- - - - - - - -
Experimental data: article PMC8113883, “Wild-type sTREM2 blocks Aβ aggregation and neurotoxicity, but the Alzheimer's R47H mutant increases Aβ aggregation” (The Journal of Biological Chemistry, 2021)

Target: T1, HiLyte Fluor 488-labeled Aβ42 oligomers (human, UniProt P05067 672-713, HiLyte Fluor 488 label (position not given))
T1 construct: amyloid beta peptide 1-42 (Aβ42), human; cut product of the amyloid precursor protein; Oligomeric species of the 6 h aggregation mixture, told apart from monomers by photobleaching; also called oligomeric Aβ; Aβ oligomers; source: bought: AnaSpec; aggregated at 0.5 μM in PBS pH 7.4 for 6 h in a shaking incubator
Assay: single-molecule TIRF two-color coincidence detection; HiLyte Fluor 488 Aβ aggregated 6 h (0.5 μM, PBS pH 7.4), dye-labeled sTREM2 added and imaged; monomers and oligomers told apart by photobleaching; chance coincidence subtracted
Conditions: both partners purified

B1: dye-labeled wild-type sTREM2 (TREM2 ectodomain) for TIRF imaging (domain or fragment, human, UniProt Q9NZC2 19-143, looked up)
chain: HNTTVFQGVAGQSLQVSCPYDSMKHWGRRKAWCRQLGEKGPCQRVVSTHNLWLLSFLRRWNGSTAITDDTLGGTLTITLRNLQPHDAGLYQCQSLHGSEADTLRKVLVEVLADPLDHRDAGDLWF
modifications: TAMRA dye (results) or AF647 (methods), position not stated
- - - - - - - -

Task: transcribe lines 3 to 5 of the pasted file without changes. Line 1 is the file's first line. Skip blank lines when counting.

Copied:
T1 construct: amyloid beta peptide 1-42 (Aβ42), human; cut product of the amyloid precursor protein; Oligomeric species of the 6 h aggregation mixture, told apart from monomers by photobleaching; also called oligomeric Aβ; Aβ oligomers; source: bought: AnaSpec; aggregated at 0.5 μM in PBS pH 7.4 for 6 h in a shaking incubator
Assay: single-molecule TIRF two-color coincidence detection; HiLyte Fluor 488 Aβ aggregated 6 h (0.5 μM, PBS pH 7.4), dye-labeled sTREM2 added and imaged; monomers and oligomers told apart by photobleaching; chance coincidence subtracted
Conditions: both partners purified